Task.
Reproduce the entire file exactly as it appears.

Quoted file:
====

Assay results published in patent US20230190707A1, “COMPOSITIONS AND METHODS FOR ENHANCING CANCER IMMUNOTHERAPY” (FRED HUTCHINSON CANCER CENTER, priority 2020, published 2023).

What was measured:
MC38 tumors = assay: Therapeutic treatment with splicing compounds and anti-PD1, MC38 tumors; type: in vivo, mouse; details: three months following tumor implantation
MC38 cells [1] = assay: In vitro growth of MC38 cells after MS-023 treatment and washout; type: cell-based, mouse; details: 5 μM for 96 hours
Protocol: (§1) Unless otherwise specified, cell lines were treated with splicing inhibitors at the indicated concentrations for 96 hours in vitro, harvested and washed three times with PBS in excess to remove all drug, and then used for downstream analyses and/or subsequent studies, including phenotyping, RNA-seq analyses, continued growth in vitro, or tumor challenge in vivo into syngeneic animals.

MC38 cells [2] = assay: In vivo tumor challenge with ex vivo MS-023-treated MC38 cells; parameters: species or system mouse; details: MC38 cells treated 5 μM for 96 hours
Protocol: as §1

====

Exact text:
Assay results published in patent US20230190707A1, “COMPOSITIONS AND METHODS FOR ENHANCING CANCER IMMUNOTHERAPY” (FRED HUTCHINSON CANCER CENTER, priority 2020, published 2023).

What was measured:
MC38 tumors = assay: Therapeutic treatment with splicing compounds and anti-PD1, MC38 tumors; type: in vivo, mouse; details: three months following tumor implantation
MC38 cells [1] = assay: In vitro growth of MC38 cells after MS-023 treatment and washout; type: cell-based, mouse; details: 5 μM for 96 hours
Protocol: (§1) Unless otherwise specified, cell lines were treated with splicing inhibitors at the indicated concentrations for 96 hours in vitro, harvested and washed three times with PBS in excess to remove all drug, and then used for downstream analyses and/or subsequent studies, including phenotyping, RNA-seq analyses, continued growth in vitro, or tumor challenge in vivo into syngeneic animals.

MC38 cells [2] = assay: In vivo tumor challenge with ex vivo MS-023-treated MC38 cells; parameters: species or system mouse; details: MC38 cells treated 5 μM for 96 hours
Protocol: as §1